A beneficial proximity

Diversity is made possible by having a variety of different activities (residential, commercial, institutional…) taking place in the same area. On the contrary, separating activities in distinct areas creates so-called monofunctional environments (bedroom communites, highway-accessible big boxes and shopping centers…). This separation of activities multiplies travel needs to the point where we sometimes have to burn a gallon of fuel to buy milk!

The American dream? A low-density (approximately 8 inuts/ha) monofunctional neighborhood in Georgia – Source: Flickr / Mark Strozier

A diversified city: city of short distances

Mixing activities within an area reduces travel distances for daily activities. This gives residents easy access to local businesses and services by foot or bike. Indeed, mix of uses and GHG emissions are directly connected: the more products and services a neighborhood is able to provide, the fewer the need for its inhabitants to use their car. Vehicule kilometers traveled (VKT) by residents of mixed-use neighborhoods is on average 45% lower than in monofunctional areas[1]. People are also more active in the former. When their home is located at a short walking distance of stores and other services, people are 2.4 times more likely to achieve the 30 minutes of recommended daily exercise than when distances make the use of car almost inevitable.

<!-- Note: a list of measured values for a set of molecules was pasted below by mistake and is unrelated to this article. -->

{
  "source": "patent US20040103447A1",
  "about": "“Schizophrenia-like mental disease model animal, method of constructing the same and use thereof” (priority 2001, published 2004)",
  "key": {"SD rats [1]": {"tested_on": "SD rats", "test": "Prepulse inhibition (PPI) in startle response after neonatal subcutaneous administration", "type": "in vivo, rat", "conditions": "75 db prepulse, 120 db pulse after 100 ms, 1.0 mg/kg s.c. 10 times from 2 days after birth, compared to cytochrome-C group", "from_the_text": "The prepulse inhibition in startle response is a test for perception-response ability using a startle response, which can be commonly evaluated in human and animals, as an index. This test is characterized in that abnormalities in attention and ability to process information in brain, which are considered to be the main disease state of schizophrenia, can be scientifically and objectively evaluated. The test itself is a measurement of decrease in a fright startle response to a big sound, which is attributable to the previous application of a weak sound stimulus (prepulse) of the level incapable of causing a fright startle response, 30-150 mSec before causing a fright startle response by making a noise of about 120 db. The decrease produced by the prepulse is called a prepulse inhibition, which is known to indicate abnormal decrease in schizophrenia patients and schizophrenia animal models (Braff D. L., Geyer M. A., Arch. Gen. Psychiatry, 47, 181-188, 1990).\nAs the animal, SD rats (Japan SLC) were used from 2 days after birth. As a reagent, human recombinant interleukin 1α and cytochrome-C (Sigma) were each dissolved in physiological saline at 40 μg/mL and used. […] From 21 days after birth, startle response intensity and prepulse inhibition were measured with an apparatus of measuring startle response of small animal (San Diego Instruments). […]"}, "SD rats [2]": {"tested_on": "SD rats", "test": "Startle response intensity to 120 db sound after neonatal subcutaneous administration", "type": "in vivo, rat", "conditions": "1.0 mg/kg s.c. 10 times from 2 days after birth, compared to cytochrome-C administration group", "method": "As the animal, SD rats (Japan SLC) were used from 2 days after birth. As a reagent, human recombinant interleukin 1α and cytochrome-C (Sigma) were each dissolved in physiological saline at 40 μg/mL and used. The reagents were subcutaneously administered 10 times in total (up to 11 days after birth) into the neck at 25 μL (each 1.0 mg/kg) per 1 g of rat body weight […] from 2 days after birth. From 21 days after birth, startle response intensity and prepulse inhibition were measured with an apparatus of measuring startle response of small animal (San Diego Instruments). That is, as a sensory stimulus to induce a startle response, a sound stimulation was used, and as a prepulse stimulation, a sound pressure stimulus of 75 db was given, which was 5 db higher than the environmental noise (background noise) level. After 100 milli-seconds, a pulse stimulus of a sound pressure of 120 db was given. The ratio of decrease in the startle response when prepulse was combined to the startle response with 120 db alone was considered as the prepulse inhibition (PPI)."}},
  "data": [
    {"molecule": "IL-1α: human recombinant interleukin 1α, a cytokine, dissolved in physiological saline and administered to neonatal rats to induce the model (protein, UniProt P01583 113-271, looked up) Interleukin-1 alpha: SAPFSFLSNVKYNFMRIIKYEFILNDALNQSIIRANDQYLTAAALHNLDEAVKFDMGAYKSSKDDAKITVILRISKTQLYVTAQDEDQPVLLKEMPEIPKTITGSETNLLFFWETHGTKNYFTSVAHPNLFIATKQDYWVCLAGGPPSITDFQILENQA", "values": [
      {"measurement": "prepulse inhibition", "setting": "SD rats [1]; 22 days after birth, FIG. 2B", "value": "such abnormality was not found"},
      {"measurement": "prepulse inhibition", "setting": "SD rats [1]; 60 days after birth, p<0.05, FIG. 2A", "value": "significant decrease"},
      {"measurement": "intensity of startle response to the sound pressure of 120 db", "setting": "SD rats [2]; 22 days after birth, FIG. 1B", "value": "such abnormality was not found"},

Cartier street in Quebec City – Source: Christian Petit

Mix of uses and economic well-being

A mixed-use street contributes to the economic vitality of the neighborhood, and indeed the entire city. Therefore, revitalizing the commercial fabric of a street is an efficient way to induce the same effect for the whole community. Moreover, since main streets often are also the oldest, they are built on a human scale and offer pedestrians an appealing architecture, provided they are well maintained and safe to walk instead of appearing neglected and blighted.

Complete and friendly living environments

The mix of uses contributes to creating living environments that are complete, appealing and appreciated. It also creates lively and socially active neighborhoods all day long, which tend to be safer and certainly friendlier.

Also essential to an area’s diversity are the parks, squares and other public spaces that, if well designed, foster social interactions and active transportation[2]. Inhabitants of mixed-use neighborhoods show higher levels of trust and community participation. And it works the other way around too: shops, stores and all manner of community events located near friendly public spaces directly benefit from having more people.


  1. [1] Sun et al., cited in Linda Bailey, Patricia L. Mokhtarian et Andrew Little, 2008. The Broader Connection Between Public Transportation, Energy Conservation and Greenhouse Gas Reduction. (PDF)
  2. [2] Institut national de santé publique du Québec. 2010. L’impact de l’environnement bâti sur l’activité physique, l’alimentation et le poids.

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